June 30, 2022 • Payments by Marketing Skaleet

Alternative Payment Methods (APMs): The Rise of New Payment Solutions in Europe! 📱

Alternative Payment Methods (APMs) refer to any payment method that does not involve cash or a major credit card. 

Cards have long been the default payment method, but the rise of Alternative Payment Methods (APMs) means this is no longer the case as they eat into the market share of traditional card payments. Alternative Payment Methods – wallets, account-to-account (A2A) payments with Open Banking and BNPL – are becoming the preferred payment methods for consumers. 

Alternative Payment Methods are increasingly commonplace and in many countries, they could be the most used payment method. German shoppers prefer to use Paypal for their online purchases. While in Netherlands, iDEAL, the Dutch bank transfer payment solution, has a 71% market share of the online payments market. This could increase even more with SaaS and subscription payments. To the point that to sell online to consumers and businesses without offering the payment methods customers prefer is tantamount to shutting down opportunities and leaving money on the table.

Why has the payments market seen such a shift?  🔍

Increasingly, consumers want to pay in a way that suits them. However, what they find easy and convenient can differ with every transaction. The pandemic has been a catalyst in the promotion and adoption of the many Alternative Payment Methods. 

Merchants are also feeling the pressure from existing payment rails – the Visa and Mastercard networks in particular – when it comes to transaction fees. In 2020, card payment charges totaled $61.6 billion, an increase of 137% from the previous year. Merchants and marketplaces are increasingly piling on the pressure for these costs to be reduced. Amazon and Visa recently ended their dispute over credit card charges. As well as direct charges, payment cards are subject to high levels of indirect costs as a result of fraud. There is also new Strong Card Authentication (SCA) European regulation that makes customers go through extra verification steps when paying by card.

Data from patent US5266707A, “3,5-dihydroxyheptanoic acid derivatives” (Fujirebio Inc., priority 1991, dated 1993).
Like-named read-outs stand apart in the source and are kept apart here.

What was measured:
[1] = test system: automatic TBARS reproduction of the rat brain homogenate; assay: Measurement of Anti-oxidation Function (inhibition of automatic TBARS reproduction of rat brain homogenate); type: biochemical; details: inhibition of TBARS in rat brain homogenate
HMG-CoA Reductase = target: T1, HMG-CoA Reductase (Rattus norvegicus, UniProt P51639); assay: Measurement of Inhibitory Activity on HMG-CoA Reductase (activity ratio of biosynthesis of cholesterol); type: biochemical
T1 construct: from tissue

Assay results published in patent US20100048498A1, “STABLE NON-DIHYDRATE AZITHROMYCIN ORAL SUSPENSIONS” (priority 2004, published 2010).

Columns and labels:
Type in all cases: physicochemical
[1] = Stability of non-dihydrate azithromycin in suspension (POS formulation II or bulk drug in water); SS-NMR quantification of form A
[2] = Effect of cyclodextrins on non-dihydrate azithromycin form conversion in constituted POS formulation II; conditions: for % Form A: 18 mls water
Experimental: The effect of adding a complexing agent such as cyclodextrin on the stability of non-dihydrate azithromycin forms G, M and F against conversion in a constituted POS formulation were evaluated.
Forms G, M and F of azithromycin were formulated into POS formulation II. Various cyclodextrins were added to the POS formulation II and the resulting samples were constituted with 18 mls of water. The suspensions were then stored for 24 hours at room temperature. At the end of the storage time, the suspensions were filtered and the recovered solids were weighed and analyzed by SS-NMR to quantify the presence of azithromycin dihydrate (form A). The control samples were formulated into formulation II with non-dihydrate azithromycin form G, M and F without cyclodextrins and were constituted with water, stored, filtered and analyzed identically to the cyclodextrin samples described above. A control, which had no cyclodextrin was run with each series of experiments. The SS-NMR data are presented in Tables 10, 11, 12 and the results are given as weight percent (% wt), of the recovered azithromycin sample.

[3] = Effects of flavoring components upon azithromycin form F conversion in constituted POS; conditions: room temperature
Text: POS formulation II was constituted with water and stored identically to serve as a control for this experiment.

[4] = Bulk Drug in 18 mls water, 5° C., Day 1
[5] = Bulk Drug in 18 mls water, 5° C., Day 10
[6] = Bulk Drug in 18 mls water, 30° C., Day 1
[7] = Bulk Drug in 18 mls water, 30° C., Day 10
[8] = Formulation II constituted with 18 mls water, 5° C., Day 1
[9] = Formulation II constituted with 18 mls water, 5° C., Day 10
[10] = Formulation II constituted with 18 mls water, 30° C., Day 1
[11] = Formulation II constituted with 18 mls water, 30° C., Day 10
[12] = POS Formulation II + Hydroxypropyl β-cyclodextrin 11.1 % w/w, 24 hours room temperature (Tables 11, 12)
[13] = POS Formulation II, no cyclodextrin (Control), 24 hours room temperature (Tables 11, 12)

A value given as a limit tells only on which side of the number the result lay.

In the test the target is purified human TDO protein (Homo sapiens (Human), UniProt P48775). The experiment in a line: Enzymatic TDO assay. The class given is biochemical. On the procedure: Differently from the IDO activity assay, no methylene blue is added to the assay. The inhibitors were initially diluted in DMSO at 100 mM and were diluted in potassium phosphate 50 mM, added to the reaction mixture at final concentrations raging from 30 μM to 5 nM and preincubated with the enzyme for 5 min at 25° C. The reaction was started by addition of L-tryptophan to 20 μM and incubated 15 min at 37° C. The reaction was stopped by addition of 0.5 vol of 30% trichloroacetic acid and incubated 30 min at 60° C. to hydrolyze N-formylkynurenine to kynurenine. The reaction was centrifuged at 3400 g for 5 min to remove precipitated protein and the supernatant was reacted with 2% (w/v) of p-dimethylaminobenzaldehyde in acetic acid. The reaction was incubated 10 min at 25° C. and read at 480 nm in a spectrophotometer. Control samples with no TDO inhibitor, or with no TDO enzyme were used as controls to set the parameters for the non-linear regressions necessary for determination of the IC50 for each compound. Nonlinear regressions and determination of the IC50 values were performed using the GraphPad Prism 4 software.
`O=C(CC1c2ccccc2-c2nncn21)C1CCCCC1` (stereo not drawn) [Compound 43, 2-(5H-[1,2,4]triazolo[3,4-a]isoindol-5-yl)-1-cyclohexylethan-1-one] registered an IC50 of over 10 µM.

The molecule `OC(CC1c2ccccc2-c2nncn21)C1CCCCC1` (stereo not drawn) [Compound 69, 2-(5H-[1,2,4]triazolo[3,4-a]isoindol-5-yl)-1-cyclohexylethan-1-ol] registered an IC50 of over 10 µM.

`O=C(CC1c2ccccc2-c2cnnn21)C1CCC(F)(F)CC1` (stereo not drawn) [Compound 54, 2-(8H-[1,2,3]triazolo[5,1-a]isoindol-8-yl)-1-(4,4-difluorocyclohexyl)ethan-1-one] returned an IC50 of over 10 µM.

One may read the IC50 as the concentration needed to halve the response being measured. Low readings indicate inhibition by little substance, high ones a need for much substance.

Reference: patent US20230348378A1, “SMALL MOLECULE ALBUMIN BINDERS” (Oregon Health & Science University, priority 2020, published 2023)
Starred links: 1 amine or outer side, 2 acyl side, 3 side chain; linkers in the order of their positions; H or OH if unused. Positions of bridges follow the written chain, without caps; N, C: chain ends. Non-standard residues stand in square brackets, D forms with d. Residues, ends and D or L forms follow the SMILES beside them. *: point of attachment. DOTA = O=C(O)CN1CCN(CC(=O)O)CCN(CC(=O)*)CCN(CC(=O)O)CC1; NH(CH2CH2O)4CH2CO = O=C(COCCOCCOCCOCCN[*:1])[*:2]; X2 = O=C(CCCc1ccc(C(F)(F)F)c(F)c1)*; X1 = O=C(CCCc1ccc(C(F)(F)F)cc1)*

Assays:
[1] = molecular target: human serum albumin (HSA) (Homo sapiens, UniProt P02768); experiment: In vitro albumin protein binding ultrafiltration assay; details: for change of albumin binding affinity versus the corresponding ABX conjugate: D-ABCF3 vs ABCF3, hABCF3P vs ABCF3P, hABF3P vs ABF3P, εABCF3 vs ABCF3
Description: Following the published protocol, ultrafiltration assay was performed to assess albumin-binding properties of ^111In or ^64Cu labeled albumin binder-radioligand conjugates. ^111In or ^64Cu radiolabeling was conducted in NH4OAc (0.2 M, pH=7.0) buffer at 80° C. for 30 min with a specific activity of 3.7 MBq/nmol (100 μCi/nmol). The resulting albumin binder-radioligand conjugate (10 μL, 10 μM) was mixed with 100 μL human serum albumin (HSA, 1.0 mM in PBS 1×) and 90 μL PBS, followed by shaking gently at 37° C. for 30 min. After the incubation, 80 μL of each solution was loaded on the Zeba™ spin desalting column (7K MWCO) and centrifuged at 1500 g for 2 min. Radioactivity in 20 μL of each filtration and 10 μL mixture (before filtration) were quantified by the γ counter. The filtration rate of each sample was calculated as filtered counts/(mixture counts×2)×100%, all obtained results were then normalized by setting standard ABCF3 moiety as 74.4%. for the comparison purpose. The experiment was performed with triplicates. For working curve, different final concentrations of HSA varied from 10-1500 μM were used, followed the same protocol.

In light of this level of reliance, the European Commission and the CEB piled pressure on European Banks to create a new European card network as an alternative to Visa and Mastercard. Unfortunately, half of the members of the EPI (European Payments Initiative) left the project, abandoning the card network for a digital payment wallet instead. This means the need for alternatives is stronger than ever!

The appearance of these new APMs can be a determining factor in converting sales. Payment processors and providers have already jumped at the chance to grab an early advantage and attract new merchants as customers. These new options bring about the fragmentation of the market as geographical disparity and new payment infrastructures are needed for interoperability.

APM Characteristics 💡

Some of these Alternative Payment Methods are wallets that leverage existing payment card rails (for example, Paypal), while others use new payment infrastructures like account-to-account (A2A) bank transfers like iDEAL or Swish (used by 80% of the Swedish population for online purchases). The number of APMs in Europe continues to proliferate with most EU countries having at least one flourishing APM

Many European APMs originated as Peer-to-Peer (P2P) payment propositions before expanding into C2B payments. Many APMs also added value-added services (VAS) to increase customer usage and develop loyalty, including invoicing, loyalty programs, mobile phone subscriptions, parking payments, and payment collection, among others In general APMs: